Romeo and Juliet Law needed in Alabama

by ParkmanLaw on September 3, 2013

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Several years ago, one of our Birmingham criminal attorneys at Parkman & White, LLC represented a young man charged with Rape II, also known in Alabama as Statutory Rape.  Alabama’s Code makes it a Class B felony, for a person 16 years of age or older to have sexual relations with a person older than 12 and younger than 16 if the “offender” is more than 2 years older than “the member of the opposite sex.”

Class B felonies are serious in and of themselves, being punishable by from 2 to 20 years in the State penitentiary.  However, a statutory rape conviction also requires the offender to register as a sex offender.  While these laws are well meaning, and intended to protect our children, in some cases, they have unintended consequences, ruining promising lives.

In the case we represented, the young man, a talented athlete, had trouble with math.   As an 18 year-old senior in high school, he was placed in a math class with 15 year old ninth graders.  He sat next to a 15 year-old girl, who helped tutor him in math, and eventually became his girlfriend.  The couple dated for many months, and eventually engaged in sexual activity.

The young girl’s parents discovered their sexual behavior and were enraged.  The boy and girl confessed their sins and asked for forgiveness.  Rather than handle the matter privately, the parents called law enforcement and had the boy arrested for Statutory Rape.   Not only did he lose an athletic scholarship and the chance at a free college education due to his arrest, but also was unable to enroll in the military, all because he had sex with is girlfriend, who he sat next to in math class.  Little to no punishment was imposed upon her, despite the fact she was a more than willing participant in the sex.

While we were able to obtain youthful offender treatment for the client, our criminal attorneys have seen similar instances where youthful offender treatment was denied for one reason or another, leaving the young offender as a convicted felon and sex offender.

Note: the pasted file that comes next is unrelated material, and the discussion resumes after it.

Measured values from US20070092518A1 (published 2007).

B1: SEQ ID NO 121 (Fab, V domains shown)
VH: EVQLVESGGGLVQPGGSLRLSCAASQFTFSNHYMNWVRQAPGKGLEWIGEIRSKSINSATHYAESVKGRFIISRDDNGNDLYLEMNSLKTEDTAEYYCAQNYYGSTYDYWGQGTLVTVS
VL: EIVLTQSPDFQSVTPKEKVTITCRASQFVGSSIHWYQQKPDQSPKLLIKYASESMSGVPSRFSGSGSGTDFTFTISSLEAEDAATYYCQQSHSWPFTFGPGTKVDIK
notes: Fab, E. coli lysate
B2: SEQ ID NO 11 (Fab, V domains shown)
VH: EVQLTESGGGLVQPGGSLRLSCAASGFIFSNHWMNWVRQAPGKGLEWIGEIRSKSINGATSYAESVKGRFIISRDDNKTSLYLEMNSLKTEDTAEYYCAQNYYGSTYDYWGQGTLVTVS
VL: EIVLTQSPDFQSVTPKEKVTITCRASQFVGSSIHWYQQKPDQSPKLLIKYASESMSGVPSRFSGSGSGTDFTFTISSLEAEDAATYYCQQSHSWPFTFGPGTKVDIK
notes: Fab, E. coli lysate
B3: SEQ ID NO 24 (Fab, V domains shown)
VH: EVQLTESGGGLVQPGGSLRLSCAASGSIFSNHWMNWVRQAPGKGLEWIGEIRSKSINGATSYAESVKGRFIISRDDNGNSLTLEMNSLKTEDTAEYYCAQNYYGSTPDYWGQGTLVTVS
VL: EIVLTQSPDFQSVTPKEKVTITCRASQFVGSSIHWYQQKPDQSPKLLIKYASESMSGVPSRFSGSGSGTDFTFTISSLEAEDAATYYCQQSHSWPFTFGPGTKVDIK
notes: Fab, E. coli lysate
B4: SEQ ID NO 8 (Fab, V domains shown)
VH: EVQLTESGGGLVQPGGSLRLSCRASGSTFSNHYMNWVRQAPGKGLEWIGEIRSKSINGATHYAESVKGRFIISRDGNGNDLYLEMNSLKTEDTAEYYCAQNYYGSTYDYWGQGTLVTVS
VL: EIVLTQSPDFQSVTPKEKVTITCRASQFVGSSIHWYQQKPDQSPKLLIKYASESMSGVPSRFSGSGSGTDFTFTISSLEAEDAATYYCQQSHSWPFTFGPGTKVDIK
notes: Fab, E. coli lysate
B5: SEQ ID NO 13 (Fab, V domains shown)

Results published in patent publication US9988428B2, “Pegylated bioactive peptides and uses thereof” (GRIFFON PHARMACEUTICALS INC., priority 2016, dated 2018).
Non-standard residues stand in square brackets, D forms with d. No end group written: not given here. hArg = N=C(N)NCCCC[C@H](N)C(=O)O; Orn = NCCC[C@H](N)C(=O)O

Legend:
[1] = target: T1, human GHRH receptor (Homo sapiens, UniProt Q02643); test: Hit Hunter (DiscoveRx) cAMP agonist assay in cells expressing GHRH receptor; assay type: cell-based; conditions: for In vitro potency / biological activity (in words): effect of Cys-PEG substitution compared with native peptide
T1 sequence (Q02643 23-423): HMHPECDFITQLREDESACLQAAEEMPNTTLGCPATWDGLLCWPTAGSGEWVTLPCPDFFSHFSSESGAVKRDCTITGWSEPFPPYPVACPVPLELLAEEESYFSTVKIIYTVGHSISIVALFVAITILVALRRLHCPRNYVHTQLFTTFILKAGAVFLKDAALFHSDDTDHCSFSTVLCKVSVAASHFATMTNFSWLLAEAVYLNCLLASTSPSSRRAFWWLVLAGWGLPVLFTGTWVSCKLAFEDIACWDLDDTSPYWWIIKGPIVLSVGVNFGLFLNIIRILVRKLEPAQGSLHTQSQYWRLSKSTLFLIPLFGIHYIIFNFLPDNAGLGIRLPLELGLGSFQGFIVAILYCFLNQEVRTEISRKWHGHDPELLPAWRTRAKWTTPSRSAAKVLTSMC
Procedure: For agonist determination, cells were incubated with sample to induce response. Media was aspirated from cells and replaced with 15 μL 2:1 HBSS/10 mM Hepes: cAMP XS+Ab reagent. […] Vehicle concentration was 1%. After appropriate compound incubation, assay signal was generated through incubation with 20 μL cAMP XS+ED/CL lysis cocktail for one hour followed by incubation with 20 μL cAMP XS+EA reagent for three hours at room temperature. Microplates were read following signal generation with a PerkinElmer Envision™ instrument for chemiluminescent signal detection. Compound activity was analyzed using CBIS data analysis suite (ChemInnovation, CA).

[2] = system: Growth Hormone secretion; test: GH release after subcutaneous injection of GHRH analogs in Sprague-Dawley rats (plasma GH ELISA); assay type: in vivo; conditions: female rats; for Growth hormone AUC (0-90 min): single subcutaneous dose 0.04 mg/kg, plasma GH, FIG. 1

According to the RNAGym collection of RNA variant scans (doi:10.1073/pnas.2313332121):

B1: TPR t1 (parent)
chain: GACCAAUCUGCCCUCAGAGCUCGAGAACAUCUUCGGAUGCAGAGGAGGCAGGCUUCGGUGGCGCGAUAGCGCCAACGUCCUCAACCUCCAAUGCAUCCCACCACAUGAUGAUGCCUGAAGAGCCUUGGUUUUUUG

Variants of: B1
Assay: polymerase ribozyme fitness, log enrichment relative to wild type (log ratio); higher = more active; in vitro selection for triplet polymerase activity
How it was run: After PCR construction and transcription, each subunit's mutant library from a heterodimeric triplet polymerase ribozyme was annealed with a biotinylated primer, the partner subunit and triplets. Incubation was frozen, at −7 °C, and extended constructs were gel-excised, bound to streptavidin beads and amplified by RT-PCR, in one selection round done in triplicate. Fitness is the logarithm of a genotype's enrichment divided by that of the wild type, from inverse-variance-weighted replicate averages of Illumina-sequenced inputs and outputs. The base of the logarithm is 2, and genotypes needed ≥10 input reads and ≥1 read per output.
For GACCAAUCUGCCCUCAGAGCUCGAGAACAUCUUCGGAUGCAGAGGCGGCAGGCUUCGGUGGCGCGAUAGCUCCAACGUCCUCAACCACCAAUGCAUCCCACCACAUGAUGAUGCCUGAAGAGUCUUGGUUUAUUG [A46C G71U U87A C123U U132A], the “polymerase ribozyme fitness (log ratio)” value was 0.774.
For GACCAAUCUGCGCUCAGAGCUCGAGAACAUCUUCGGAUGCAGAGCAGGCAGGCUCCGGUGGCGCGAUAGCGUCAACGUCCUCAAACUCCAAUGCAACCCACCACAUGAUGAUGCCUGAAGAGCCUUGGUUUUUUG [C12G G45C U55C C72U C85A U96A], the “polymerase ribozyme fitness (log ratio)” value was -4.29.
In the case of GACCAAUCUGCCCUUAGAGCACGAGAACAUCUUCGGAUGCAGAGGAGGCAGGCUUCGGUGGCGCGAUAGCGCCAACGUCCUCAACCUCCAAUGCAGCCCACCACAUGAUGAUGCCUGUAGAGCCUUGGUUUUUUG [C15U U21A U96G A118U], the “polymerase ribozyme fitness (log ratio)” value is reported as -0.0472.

The criminal attorneys at Parkman & White, LLC feel such results are ridiculous, and the time has come for a “Romeo and Juliet Law” to be passed in Alabama.  Romeo and Juliet laws are named after the young lovers in William Shakespeare’s play, named after them.  In Shakespeare’s play, the young lovers, believed to be 16 and 13, would have engaged in behavior, which would have resulted in Romeo being prosecuted criminally if it happened in Alabama.

There are many different versions of “Romeo and Juliet laws” across the country.  Our criminal attorneys support a new law to supplement Alabama’s existing statutory rape law.  This new law should make sex between anyone under the age of 19, who is within 4 years of age of their sexual partner, no longer guilty of a Class B felony, but instead a Class A misdemeanor that is not required to register as a sex offender.  This change would prevent the passion of youth from labeling the offender as a “sex offender”, and also would protect the offender’s right to vote and carry a firearm.  To protect against reoffending, we would support making it a Class C felony for any conviction after the offender has been convicted of the Class A misdemeanor, if they still qualify for the amendment.

However, under our proposal, once the offender reaches the age of 20, the existing law would apply, and they would be facing a Class B felony and registration as a sex offender.

Our criminal attorneys in Birmingham will be presenting this amendment to Alabama’s Statutory Rape law in the upcoming legislative session to try to bring some common sense to Alabama’s existing Rape II statute.

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